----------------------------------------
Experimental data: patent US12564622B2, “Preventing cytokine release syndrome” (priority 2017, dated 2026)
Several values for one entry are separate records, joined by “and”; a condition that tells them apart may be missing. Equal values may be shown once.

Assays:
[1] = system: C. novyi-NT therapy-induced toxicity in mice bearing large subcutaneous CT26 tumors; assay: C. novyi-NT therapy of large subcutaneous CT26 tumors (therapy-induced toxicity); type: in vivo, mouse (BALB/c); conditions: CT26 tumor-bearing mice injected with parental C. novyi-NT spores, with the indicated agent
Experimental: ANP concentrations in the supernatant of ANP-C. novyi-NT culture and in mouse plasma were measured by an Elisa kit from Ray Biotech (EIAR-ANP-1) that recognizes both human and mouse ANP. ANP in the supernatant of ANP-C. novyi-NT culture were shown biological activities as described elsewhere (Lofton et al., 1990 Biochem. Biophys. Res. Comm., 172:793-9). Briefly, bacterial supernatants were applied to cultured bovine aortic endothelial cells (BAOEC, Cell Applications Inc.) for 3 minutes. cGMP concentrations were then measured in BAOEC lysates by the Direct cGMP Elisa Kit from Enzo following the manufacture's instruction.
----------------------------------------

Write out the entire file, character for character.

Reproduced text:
Experimental data: patent US12564622B2, “Preventing cytokine release syndrome” (priority 2017, dated 2026)
Several values for one entry are separate records, joined by “and”; a condition that tells them apart may be missing. Equal values may be shown once.

Assays:
[1] = system: C. novyi-NT therapy-induced toxicity in mice bearing large subcutaneous CT26 tumors; assay: C. novyi-NT therapy of large subcutaneous CT26 tumors (therapy-induced toxicity); type: in vivo, mouse (BALB/c); conditions: CT26 tumor-bearing mice injected with parental C. novyi-NT spores, with the indicated agent
Experimental: ANP concentrations in the supernatant of ANP-C. novyi-NT culture and in mouse plasma were measured by an Elisa kit from Ray Biotech (EIAR-ANP-1) that recognizes both human and mouse ANP. ANP in the supernatant of ANP-C. novyi-NT culture were shown biological activities as described elsewhere (Lofton et al., 1990 Biochem. Biophys. Res. Comm., 172:793-9). Briefly, bacterial supernatants were applied to cultured bovine aortic endothelial cells (BAOEC, Cell Applications Inc.) for 3 minutes. cGMP concentrations were then measured in BAOEC lysates by the Direct cGMP Elisa Kit from Enzo following the manufacture's instruction.